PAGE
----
At the moment I what happened when you did it, it got immediately shut down. Probably a bit quicker than was nice without any discussion. But I think in the future, we do need to come with, come up with a plan and perhaps even think about how to approach voting for features for RFCs the first place because we don't really have a set guideline on who gets to do this and who doesn't get to do it and stuff like that.

Nicolas Grekas 10:49

Yeah, it's pretty interesting. Nikita just after the or during the discussion at, he posted some stats on the number of people who can vote and I think the number is like 1900

Derick Rethans 10:59

Yeah. There's quite a lot here.

Nicolas Grekas 11:01

It's bit strange. And most people don't vote, I think, because they think they shouldn't. I don't know, something like that. But it's true. It's pretty strange. What I like about this situation is that it doesn't draw a strong line between people that contribute C code and people that write PHP code. And it's nice for PHP. I really think it's nice for PHP to have people that vote that don't do C code. But I think, of course, people that do C code must have the strongest voice, because at some point, the implementation decides.

Derick Rethans 11:35

Well, that is a different right, the votes are usually on the idea, not on the implementation. But sometimes the implementation is so complicated that it's nearly impossible to implement, like, I've very briefly spoken with Nikita about generics. I'm sure we'll talk about that at some point, where I'm pretty sure that generics is an idea that simple, I mean, people will vote for it, but as an implementation it might not be that simple to do.

Nicolas Grekas 12:01

Yeah.

Derick Rethans 12:02

So what happens if you vote for the feature, but you can't come up with a good implementation?

Nicolas Grekas 12:06

So I'm inside of thinking that people should vote on the implementations. I mean, people shouldn't be able to vote only on an idea. If there is an idea, it will be supported by an implementation that proves that we are talking about something real, no, just a fancy idea that might not work in black. So that's my opinion.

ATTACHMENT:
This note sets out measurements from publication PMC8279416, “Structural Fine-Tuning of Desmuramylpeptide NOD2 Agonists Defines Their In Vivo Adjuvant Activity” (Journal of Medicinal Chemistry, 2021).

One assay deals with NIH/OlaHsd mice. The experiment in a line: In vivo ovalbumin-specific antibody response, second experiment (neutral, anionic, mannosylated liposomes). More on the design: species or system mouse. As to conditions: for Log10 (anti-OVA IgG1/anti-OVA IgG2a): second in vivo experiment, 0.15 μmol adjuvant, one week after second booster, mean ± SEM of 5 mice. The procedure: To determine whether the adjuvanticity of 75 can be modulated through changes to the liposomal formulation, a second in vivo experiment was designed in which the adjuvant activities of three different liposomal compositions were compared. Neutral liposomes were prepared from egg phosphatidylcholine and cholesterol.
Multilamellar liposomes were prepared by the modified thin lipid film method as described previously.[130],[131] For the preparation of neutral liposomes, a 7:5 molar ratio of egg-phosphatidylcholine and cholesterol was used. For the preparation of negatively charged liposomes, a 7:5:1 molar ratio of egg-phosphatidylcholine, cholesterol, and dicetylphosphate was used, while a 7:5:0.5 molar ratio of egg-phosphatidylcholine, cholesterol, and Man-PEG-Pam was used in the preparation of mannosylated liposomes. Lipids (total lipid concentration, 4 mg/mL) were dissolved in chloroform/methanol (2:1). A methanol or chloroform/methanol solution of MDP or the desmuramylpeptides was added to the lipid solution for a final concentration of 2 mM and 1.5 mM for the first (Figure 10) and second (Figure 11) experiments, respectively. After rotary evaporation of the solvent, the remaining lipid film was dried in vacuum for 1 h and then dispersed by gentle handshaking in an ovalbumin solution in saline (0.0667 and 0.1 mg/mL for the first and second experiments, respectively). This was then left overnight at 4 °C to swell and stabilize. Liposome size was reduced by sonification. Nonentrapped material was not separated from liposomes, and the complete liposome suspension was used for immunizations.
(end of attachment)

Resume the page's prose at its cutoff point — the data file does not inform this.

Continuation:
Derick Rethans 12:24

That's a good point. But as you said, from the 1900 people, or or 1900 people plus, that's controlled, most of them are not familiar with a PHP internals whatsoever, because they tend to be contributions to the documentation. This is also very valuable, but it doesn't mean you know, and you don't necessarily know PHP internals,

Nicolas Grekas 12:40

Yeah, sure.

Derick Rethans 12:41

The oher way can be true as well right? You might know a lot about PHPs internals, but never really use PHP in real life, in your job, or anything like that.

Nicolas Grekas 12:48

So it's also good to be able to team up with someone that knows how to code the C part, the internal part. So you have the idea you're you're the supporter part of the team and then someone - being able convince someone to do the implementation or to help you do it, is also proof of kind of interest. So starting small and bringing more people in the boat and making it happen as a thought.

Derick Rethans 13:12

Yeah, and we saw some of that happening last year. I can't quite remember what feature it was or or exactly what it was. But I agree with you. I think that is important to do that you can at least somebody convinced to implement the feature before just voting on the idea. Thank you for taking the time with me this morning, Nicholas.

Nicolas Grekas 13:30

And thank you Derick for having me again.

Derick Rethans 13:32

It it continues like this I'm sure we'll speak again at some point in the future.

Nicolas Grekas 13:35

Okay.

Derick Rethans 13:39

Thanks for listening to this instalment of PHP internals news, the weekly podcast dedicated to demystifying the development of the PHP language. I maintain a Patreon account for supporters of this podcast, as well as the Xdebug debugging tool. You can sign up for Patreon at https://drck.me/patreon If you have comments or suggestions, feel free to email them to derick@phpinternals.news. Thank you for listening and I'll see you next week.


PHP Internals News: Episode 38: Preloading and WeakMaps

PHP Internals News: Episode 38: Preloading and WeakMaps

In this episode of "PHP Internals News" I chat with Nikita Popov (Twitter, GitHub, Website) about PHP 7.4 preloading mishaps, and his WeakMaps RFC.

The RSS feed for this podcast is https://derickrethans.nl/feed-phpinternalsnews.xml, you can download this episode's MP3 file, and it's available on Spotify and iTunes. There is a dedicated website: https://phpinternals.news